It has been much the same story for most if not all of the best native-born Australian boxers. Lionel Rose, Jimmy Carruthers, Les Darcy, Johnny Famechon, Anthony Mundine and Jeff Harding all held world titles at one point or another, but they fought seldom, if ever, in the U.S. and were known here only by hardcore American fans. What about Kostya Tszyu and Vic Darchinyan, you say? Tszyu was based in Australia throughout his pro career but he came from Russia, and the same can be said of Darchinyan, who was Armenian. Even the sainted Fenech, born in Sydney, had Maltese parents.

At 32, Geale is rightly considered to be one of the best 160-pounders on the planet. But he is less known here, and everywhere, than WBC champion Sergio Martinez, of Argentina, and WBA titlist Gennady Golovkin (27-0, 24 KOs), who is from Kazakhstan but lives in Germany. Martinez also has the advantage of having fought 14 times in the U.S. and Golovkin three times, a good many of Martinez’s appearances here and all of Golovkin’s getting prime-time television exposure.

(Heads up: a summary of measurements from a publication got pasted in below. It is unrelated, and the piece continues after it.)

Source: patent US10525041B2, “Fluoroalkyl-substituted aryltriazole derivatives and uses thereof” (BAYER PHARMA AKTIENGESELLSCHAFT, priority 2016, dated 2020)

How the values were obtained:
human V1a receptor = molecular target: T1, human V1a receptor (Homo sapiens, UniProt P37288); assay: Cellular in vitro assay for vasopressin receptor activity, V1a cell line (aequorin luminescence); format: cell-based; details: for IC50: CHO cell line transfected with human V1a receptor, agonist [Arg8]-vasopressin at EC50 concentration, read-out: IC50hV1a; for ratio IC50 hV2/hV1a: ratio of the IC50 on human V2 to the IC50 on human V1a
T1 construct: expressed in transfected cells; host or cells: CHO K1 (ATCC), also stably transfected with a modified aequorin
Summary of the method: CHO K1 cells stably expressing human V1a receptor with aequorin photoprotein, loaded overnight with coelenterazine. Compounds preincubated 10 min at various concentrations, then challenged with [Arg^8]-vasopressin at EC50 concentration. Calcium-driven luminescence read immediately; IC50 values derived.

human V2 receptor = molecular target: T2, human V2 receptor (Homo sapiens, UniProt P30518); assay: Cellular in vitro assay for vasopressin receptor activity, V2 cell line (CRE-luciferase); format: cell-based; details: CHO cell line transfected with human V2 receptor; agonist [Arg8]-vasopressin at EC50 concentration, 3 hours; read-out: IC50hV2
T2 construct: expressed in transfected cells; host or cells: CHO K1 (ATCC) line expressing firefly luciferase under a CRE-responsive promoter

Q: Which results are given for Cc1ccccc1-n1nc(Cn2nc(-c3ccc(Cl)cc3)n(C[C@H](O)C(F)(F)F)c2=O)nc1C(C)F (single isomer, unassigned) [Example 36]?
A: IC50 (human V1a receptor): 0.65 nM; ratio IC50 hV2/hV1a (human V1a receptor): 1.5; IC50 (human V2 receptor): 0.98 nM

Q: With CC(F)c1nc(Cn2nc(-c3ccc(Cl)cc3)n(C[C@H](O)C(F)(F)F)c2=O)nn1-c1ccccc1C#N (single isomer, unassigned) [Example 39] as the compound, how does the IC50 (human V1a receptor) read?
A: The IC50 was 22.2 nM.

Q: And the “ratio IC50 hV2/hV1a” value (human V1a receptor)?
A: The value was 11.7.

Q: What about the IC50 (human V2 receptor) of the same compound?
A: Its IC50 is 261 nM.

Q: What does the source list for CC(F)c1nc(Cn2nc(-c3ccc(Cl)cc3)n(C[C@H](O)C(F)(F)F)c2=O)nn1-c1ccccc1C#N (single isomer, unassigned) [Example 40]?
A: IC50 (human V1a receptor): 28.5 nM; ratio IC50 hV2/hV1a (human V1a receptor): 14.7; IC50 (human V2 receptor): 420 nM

Golovkin also has the advantage of being a lights-out puncher whose explosive finishing power presumably puts him in the same must-watch category as Argentina’s Lucas Matthysse (34-2, 34 KOs), emerging American heavyweight Deontay Wilder (29-0, 29 KOs) and, yes, Kovalev, whose scrap with Cleverly – which, if he wins, could lead to a subsequent matchup with ageless legend Bernard Hopkins – probably is regarded by most HBO viewers as the more compelling reason to watch Saturday’s split-site doubleheader.

Geale is a good offensive fighter and an effective counter-puncher, but his knockout ratio is not so high that it suggests he is some sort of absurdly destructive Thunder from Down Under. And Barker, who gave Martinez a problem or two before he was TKO’ed in the 11th round on Oct. 1, 2011, in Boardwalk Hall, is capable in his own right and hardly disposed to help make Geale’s initial turn in the U.S. spotlight a smashing success.